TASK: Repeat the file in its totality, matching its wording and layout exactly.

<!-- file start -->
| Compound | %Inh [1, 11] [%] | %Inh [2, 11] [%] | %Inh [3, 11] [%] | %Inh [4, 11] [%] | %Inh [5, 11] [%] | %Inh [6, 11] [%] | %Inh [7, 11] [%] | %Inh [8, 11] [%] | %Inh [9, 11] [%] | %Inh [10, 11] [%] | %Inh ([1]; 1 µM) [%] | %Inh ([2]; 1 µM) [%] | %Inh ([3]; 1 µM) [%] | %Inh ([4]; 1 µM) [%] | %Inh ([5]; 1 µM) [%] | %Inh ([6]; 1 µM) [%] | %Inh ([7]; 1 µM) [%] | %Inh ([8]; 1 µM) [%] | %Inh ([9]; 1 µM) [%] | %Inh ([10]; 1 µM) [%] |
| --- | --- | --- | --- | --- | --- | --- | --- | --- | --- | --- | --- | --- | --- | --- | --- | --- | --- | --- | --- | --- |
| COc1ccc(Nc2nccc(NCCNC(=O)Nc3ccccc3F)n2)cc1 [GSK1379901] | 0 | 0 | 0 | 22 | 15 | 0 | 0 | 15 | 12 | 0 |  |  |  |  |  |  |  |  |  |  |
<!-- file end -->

| Compound | %Inh [1, 11] [%] | %Inh [2, 11] [%] | %Inh [3, 11] [%] | %Inh [4, 11] [%] | %Inh [5, 11] [%] | %Inh [6, 11] [%] | %Inh [7, 11] [%] | %Inh [8, 11] [%] | %Inh [9, 11] [%] | %Inh [10, 11] [%] | %Inh ([1]; 1 µM) [%] | %Inh ([2]; 1 µM) [%] | %Inh ([3]; 1 µM) [%] | %Inh ([4]; 1 µM) [%] | %Inh ([5]; 1 µM) [%] | %Inh ([6]; 1 µM) [%] | %Inh ([7]; 1 µM) [%] | %Inh ([8]; 1 µM) [%] | %Inh ([9]; 1 µM) [%] | %Inh ([10]; 1 µM) [%] |
| --- | --- | --- | --- | --- | --- | --- | --- | --- | --- | --- | --- | --- | --- | --- | --- | --- | --- | --- | --- | --- |
| COc1ccc(Nc2nccc(NCCNC(=O)Nc3ccccc3F)n2)cc1 [GSK1379901] | 0 | 0 | 0 | 22 | 15 | 0 | 0 | 15 | 12 | 0 |  |  |  |  |  |  |  |  |  |  |